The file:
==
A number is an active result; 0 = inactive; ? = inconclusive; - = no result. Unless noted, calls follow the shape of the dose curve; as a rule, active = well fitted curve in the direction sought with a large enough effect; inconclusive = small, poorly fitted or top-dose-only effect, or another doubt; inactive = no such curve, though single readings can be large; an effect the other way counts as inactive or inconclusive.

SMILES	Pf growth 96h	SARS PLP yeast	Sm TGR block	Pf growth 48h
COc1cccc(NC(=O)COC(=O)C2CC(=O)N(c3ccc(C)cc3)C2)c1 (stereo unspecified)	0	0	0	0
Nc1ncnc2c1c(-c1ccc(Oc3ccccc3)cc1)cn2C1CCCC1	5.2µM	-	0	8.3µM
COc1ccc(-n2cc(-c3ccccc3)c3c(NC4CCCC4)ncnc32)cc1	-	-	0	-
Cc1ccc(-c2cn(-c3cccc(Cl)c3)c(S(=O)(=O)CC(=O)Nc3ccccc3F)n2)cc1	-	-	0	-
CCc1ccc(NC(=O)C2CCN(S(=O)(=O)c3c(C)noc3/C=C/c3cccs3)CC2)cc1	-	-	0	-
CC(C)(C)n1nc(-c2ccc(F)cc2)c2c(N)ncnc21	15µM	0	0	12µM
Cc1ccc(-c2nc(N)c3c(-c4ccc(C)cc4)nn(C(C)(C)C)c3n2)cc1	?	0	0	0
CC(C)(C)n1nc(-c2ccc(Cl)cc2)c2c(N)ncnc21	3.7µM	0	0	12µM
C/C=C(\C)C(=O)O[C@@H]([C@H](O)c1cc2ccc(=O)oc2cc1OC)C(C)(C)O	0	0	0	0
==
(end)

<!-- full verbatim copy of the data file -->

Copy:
A number is an active result; 0 = inactive; ? = inconclusive; - = no result. Unless noted, calls follow the shape of the dose curve; as a rule, active = well fitted curve in the direction sought with a large enough effect; inconclusive = small, poorly fitted or top-dose-only effect, or another doubt; inactive = no such curve, though single readings can be large; an effect the other way counts as inactive or inconclusive.

SMILES	Pf growth 96h	SARS PLP yeast	Sm TGR block	Pf growth 48h
COc1cccc(NC(=O)COC(=O)C2CC(=O)N(c3ccc(C)cc3)C2)c1 (stereo unspecified)	0	0	0	0
Nc1ncnc2c1c(-c1ccc(Oc3ccccc3)cc1)cn2C1CCCC1	5.2µM	-	0	8.3µM
COc1ccc(-n2cc(-c3ccccc3)c3c(NC4CCCC4)ncnc32)cc1	-	-	0	-
Cc1ccc(-c2cn(-c3cccc(Cl)c3)c(S(=O)(=O)CC(=O)Nc3ccccc3F)n2)cc1	-	-	0	-
CCc1ccc(NC(=O)C2CCN(S(=O)(=O)c3c(C)noc3/C=C/c3cccs3)CC2)cc1	-	-	0	-
CC(C)(C)n1nc(-c2ccc(F)cc2)c2c(N)ncnc21	15µM	0	0	12µM
Cc1ccc(-c2nc(N)c3c(-c4ccc(C)cc4)nn(C(C)(C)C)c3n2)cc1	?	0	0	0
CC(C)(C)n1nc(-c2ccc(Cl)cc2)c2c(N)ncnc21	3.7µM	0	0	12µM
C/C=C(\C)C(=O)O[C@@H]([C@H](O)c1cc2ccc(=O)oc2cc1OC)C(C)(C)O	0	0	0	0